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Jag flyttade till Sverige för några veckor sedan och har fortsatt arbeta för ett engelskt företag. Jag har pratat med skatte verket och de meddelade mig att företaget måste
registreras i Sverige och om de inte är berädda att betala ca 30% i skatt
måste jag göra det själv. dessutom mäste jag betala 30% kommunal skatt
samt fortsätta skatta ca 25% skatt i England . Detta skulle betyda att jag
skattar över 80% av min lön...
Eftersom jag inte skulle klara att leva på 20% av min lön har jag fortfarande boende London och bor hos familjen i Sverige tills jag hittar en losning pa skattefragan.

Ar det nagon som vet hur man bast tar sig till vaga I min situation, och om kan verkligen behover skatta I 2 lander?

Valdigt tacksam for svar!

1 Kommentarer
  1. anon
    jun 10, 2010

    I am contemplating working a UK job from Sweden - ie non-resident UK, resident Sweden. Providing you do not spend 160+ days in the UK in any one year and can qualify as non-resident, you should not have to pay any tax in the UK. Your employer should pass the lot through to you including their normal employer taxes (11% on top of what your declared UK salary is). Then its up to you to declare your income and pay swedish taxes - there is a special arrangement for this - http://www.skatteverket.se/otherlanguages/inenglish/wagesfromaforeignemployer.4.3dfca4f410f4fc63c8680006199.html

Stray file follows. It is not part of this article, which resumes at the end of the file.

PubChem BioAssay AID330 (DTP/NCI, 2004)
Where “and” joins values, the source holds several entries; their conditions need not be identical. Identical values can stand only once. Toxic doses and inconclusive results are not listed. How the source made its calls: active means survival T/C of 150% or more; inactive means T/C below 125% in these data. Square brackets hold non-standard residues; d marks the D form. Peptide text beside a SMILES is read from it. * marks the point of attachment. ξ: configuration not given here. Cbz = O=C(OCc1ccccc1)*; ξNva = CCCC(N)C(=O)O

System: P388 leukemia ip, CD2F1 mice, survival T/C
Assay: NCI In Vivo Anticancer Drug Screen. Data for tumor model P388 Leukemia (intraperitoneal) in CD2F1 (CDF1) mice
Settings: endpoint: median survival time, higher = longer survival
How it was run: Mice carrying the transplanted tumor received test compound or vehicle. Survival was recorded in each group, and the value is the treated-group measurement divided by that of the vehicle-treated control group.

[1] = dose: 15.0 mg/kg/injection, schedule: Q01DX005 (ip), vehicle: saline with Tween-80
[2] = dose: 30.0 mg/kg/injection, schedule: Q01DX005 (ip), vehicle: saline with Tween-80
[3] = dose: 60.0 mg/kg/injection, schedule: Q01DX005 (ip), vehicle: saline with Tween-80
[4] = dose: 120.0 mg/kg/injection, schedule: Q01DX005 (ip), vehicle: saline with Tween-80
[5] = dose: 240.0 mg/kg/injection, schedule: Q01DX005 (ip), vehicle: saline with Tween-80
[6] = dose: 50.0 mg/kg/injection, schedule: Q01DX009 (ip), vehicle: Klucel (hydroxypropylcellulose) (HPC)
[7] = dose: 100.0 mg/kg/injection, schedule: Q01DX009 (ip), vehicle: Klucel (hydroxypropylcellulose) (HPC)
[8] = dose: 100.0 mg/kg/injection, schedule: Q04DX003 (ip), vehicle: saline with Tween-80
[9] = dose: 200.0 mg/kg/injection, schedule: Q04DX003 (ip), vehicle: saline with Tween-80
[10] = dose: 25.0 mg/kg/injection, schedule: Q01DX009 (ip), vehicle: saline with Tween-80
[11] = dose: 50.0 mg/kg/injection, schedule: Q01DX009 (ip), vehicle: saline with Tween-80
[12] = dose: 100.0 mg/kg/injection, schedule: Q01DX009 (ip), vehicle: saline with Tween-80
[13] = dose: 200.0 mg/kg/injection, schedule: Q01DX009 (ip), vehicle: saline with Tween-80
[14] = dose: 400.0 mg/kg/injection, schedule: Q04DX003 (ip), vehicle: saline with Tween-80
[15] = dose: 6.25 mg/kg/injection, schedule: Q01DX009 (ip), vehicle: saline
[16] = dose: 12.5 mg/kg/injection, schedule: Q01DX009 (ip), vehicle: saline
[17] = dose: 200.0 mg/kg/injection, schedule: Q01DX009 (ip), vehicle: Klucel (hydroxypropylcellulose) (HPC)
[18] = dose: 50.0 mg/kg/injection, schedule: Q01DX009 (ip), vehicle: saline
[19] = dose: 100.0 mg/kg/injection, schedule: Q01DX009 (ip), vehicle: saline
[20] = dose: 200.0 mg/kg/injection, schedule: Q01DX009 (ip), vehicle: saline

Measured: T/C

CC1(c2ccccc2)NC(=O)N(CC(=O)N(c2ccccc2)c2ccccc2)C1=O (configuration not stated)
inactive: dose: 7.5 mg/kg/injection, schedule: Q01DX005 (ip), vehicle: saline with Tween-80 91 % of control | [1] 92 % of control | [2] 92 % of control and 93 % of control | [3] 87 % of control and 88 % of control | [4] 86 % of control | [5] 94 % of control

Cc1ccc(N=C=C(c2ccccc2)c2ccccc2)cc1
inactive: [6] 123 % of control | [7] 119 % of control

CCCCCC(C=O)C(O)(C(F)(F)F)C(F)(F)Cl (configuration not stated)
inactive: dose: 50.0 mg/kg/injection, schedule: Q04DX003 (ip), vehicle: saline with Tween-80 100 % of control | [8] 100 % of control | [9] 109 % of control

Yesterday I also spoke to Liberty Bishop (UK) who can act as a payroll agent in the UK and pay you as an employee in Sweden via Liberty Bishop (Sweden) - it should not be necessary to use them but it might be easier for you in dealing with the Swedish tax office.
    Key to not paying UK taxes is being non-resident in the UK. You can't keep a house/home there and can't travel back routinely for business and must remain non-resident for a period of years (usually 2). It can get pretty complicated. Speak to HMRC about being registered as a non-resident - I have not figured that part out yet myself.
    If you do not qualify for non-residence in UK, then you will be resident in both countries and then you do end up having to pay taxes in both. OECD guidelines say that taxes will be paid in the country of employment and this is roughly what the UK/Sweden DTA says. In this dual-resident situation, you can't avoid being taxed in the UK when you are paid, but you should be able to get tax credits and pay reduced tax in Sweden. I think you will end up paying more than your fair share of taxes, but not 80%. The problem I think is that one of the Swedish taxes (preliminary or commune) does not see any credit for the UK taxes.
    I am no expert; this is just as much as I have found out with my own enquiries. I think it is based on reasonably good advice in the UK, but I have not yet found an accountant to speak to in Sweden. Still working on it. Obviously I can't live on 20% of my salary either and it is unreasonable for anyone to have to pay double tax.